Jagtiani lived in a third floor room in a hotel outside the train station. New Delhi Hotel, it was called. Owned by three Sikh brothers - Partition refugees from West Punjab. They were good to him, knowing he was in dire straits. No, they too did not know the why’s and the where’s and the when’s.
Food? Harbhajan reported that Jagtiani ate at the hotel’s restaurant whenever he was hungry. And the terms were the same: he did not have to pay.
We knew that Jagtiani would go away at times. He would simply disappear for a few weeks, sometimes for months, and then suddenly appear at our door with a “Sardar ji, a cup of your wife’s masala tea …!”
No explanation would be offered.
A few times we saw that he was bloodied, having been waylaid by street urchins who saw his western dress and figured he would have some money on him. He would simply come in as usual, asking for tea, but wouldn’t offer a word of explanation for his wounds. We’d have to drag him to a dispensary to get them treated.
A couple of times he asked for a place to say. “Only for a few nights,” he would add. No explanation offered. We had a spare apartment unit close by where Harbhajan roomed as well. We would put him up there, but the two did not get along. Harbhajan could be a bully, Jagtiani a pest, and the two demeanours did not mix well.
But somehow he’d always bounce back and revert to his routine. If that is what one could call it.
And then, one day we realized that we hadn’t seen him for some time. A long time actually. Weeks, no, months, had gone by.
We made some enquiries. No one knew.
We never saw him again. Not a word as to where he was, where he’d gone, or what had happened.
That’s it. He had appeared in our lives out of thin air. And gone back, into thin air. And had left us transformed.
A dozen years later, when our family decided to move to Canada, we divided up chores amongst the adults in preparation for the departure.
One of mine was to go through our papers and tie up loose ends.
I found a stack of share certificates on a shelf. Had no idea what they were. Asked my father. He said: “Oh, I think those are the shares Jagtiani had bought with the money I had given him.”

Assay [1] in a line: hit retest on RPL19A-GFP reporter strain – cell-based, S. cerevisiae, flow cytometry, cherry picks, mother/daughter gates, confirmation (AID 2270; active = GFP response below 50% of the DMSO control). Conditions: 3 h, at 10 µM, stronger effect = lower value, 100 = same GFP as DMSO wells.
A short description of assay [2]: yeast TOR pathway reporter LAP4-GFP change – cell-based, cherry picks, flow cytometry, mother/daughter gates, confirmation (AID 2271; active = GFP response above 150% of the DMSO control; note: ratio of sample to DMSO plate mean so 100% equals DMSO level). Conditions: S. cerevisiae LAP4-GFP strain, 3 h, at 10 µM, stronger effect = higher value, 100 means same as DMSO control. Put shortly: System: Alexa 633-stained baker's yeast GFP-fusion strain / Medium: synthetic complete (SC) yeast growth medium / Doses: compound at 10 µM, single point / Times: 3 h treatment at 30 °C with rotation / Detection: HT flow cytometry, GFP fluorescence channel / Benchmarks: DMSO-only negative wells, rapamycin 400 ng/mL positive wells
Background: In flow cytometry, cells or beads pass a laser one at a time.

I started looking around to see what I could do with them. There were no stock-brokers in Patna. Our family lawyer looked at them and said we’d have to go to Calcutta and see if someone at the Stock Exchange there could help us out.
I had a number of things to do in Calcutta. So, on my next trip to the metropolis, I took along the satchel of documents I had unearthed.
It didn’t take me long. I was directed to a ’dalal’ - broker - who came highly recommended. Did I want to sell them, he asked. Yes, I said, but can we do it today, because my train leaves at 10 tonight?
Come back at 3 pm, he said, and I’ll see what I can do.
I returned at three. He asked me to sign a bunch of papers and handed me a package. Proceeds, he said, from the shares; all had been sold. It was all in cash. It was 1971 - still a cash society.
The money I took back to Patna was 46 times what my father had given to Jagtiani a dozen years earlier. Before I left, I remember, the broker complimented me on the choice of shares we’d bought. If you’d kept them longer, they would do really well. Na-aa-ah, I said.
Once in Canada, my father struggled in finding a niche, Ultimately, he went into real estate, but during the intervening years, he floundered around a bit. And then remembered Jagtiani and all the tips he had given, ones that didn’t make any sense then.
My father became a stock-market investor. And for years lived off the income from it.
Not surprisingly, I too ended up in the stock-market. Not by accident, but by design. I zeroed in on it as a career choice. I wonder why. It’s a different story that I fled from it once I saw its inner-most workings.
Through the years, I have asked around, especially those from Patna, if anybody had ever heard of Jagtiani. Or was he a figment of my imagination, Neville Chamberlain and all.